History Design Lab Institute Advises How to Launch an Oral History Project
The two-day project during winter term offers an intensive look at how to launch a collaborative oral history project, along with methods of project design and presentation.
More than 70 people participated in the History Design Lab Institute, including students, faculty, and staff from on-campus winter term group projects, as well as community partners.
Organized by Tamika Nunley, assistant professor of history and comparative American studies, and Tania Boster, assistant professor of history and executive director of integrative and experiential learning, the History Design Lab Institute is an intensive, two-day, winter-term workshop that is an extension of Nunley’s History Design Lab.
Instead of the typical written history paper, projects created through the History Design Lab devise innovative ways to answer questions about history. Those approaches include digital humanities, exhibit design, oral history, podcasts, historical fiction, and public history. The lab also provides a space for those who are working on collaborative history projects to workshop their ideas.
The pair saw the institute as a way to bring together students, faculty and staff, and community members who are working on these collaborative history projects. As such, the History Design Lab Institute served as a launch point for several on-campus winter term projects, including Practicum in Exhibit Design, Podcasting Oberlin News, and Sonic Arts in Society.
“We were delighted by the range of faculty from different departments and staff from different parts of campus who attended and are working on community collaborative projects,” says Boster.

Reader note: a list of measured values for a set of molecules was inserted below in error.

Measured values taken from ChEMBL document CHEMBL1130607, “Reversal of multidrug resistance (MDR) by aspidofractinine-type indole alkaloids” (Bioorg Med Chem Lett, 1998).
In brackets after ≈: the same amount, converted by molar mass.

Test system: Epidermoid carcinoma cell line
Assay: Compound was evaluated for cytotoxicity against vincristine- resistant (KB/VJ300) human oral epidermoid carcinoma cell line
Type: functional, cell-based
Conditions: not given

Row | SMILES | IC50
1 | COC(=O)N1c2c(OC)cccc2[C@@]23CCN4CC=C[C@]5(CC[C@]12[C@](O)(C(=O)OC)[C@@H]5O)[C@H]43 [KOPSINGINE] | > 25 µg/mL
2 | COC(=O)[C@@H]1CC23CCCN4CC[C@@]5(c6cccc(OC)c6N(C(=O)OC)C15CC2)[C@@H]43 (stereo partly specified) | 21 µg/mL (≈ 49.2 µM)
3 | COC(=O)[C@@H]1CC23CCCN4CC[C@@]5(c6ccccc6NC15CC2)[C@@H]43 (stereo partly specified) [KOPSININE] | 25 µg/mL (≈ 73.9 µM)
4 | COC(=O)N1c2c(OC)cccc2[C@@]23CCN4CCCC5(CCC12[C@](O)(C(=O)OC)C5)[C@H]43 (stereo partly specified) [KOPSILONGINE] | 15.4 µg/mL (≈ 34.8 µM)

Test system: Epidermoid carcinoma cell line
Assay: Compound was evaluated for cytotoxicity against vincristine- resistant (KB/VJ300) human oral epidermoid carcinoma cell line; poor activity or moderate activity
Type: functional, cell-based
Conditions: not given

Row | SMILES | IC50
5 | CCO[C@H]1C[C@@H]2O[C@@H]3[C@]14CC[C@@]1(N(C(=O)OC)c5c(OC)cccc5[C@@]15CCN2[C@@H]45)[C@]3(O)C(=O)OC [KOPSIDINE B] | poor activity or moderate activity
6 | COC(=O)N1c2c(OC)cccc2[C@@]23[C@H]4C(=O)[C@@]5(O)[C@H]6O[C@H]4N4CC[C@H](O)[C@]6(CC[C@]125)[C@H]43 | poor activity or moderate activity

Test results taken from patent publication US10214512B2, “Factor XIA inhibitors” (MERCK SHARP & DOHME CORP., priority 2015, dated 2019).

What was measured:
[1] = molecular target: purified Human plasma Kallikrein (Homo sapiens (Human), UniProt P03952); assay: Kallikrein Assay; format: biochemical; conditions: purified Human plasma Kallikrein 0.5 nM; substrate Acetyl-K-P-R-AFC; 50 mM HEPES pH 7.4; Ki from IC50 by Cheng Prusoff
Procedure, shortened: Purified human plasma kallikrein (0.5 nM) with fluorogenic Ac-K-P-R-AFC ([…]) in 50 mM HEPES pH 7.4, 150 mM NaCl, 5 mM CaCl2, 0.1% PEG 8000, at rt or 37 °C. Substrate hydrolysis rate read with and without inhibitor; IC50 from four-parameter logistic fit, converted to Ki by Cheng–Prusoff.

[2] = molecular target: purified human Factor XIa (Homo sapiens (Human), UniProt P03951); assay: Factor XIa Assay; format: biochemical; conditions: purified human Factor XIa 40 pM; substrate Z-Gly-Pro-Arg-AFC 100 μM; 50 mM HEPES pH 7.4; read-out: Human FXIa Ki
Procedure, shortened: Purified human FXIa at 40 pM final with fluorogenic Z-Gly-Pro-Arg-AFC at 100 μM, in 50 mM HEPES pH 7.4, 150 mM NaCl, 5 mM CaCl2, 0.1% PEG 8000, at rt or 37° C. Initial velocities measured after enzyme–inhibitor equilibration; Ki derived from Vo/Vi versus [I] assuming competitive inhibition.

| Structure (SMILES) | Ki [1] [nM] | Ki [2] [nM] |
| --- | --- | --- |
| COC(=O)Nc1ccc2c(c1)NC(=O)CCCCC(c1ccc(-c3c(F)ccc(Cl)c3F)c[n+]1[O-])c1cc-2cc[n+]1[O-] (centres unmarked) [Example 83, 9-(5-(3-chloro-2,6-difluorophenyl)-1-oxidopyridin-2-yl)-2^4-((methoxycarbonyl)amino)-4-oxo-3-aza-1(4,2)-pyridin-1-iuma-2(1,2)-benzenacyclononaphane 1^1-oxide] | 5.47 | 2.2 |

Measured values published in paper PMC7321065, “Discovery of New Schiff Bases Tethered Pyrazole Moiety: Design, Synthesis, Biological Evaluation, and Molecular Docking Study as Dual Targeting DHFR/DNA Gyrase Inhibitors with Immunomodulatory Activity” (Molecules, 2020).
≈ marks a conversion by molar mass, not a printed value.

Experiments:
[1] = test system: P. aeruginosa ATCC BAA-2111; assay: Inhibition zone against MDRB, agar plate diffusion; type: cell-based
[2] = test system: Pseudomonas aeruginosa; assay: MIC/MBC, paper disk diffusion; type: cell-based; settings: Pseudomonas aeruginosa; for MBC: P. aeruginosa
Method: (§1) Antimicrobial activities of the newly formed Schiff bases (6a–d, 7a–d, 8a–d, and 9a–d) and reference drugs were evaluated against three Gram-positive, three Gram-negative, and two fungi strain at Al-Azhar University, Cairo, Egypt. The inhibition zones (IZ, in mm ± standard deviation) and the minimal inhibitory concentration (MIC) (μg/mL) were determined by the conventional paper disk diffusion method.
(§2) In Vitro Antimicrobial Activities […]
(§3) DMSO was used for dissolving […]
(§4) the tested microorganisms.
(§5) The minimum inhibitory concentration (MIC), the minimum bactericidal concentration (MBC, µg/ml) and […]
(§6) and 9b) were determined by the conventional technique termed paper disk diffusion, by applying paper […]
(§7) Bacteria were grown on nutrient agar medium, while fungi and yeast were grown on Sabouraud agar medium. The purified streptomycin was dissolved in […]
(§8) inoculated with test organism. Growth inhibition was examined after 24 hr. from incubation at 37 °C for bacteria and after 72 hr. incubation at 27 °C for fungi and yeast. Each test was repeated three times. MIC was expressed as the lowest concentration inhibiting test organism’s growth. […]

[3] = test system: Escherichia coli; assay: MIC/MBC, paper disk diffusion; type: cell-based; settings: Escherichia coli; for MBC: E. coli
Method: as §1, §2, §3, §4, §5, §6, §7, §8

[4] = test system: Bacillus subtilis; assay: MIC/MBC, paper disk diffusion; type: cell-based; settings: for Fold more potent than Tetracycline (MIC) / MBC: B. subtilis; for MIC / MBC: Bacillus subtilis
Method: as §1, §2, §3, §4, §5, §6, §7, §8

Participants heard from speakers who presented on a variety of topics, including Liz Strong ‘09, coordinator for the Obama Presidency Oral History Project, who covered core ethical practices of oral history, and Brooke Bryan, assistant professor of writing and digital literacy at Antioch College, who presented on oral history in the liberal arts. Academic Engagement & Digital Initiatives Coordinator Megan Mitchell led a technical session on how to use open source web publishing platforms.
Senior history major Nancy Handelman says the pairing of her interests led her to participate in the History Design Lab Institute. “The project merged two things I am interested in: history and storytelling. As a senior, I'm thinking about what I'm going to do post-grad, and this institute was a good opportunity to learn about broader fields within history that also resonated with me personally.”
Project participants learned skills such as the basics of interviewing, which included methods on how to successfully structure interviews, storytelling, and career pathways for those interested in public and oral history.
“The institute got my creative gears turning in terms of how to go about interviewing someone correctly, with the right ethics, techniques or strategies, and how to hone in on a subject to pursue,” says Handelman.
The institute also featured three ongoing historical research projects, including the Shirley Graham Du Bois Project, the Latina/o/x Orla History of Northeast Ohio Project, and Remembering Oberlin Public Schools/Harvesting School Stories Project, as a means of exploring collaborative historical research methods.
“The project presentations are really important because some of the participants want to launch a project and had been collecting stories, but they weren’t sure how to get started,” says Nunley. “This gave people the opportunity to ask questions such as, ‘where did you even begin?’”
The History Design Lab Institute was sponsored by the Bonner Center for Community-Engaged Learning, Teaching, & Research; Oberlin College Department of History; Gertrude B. Lemle Teaching Center; and the History Design Lab.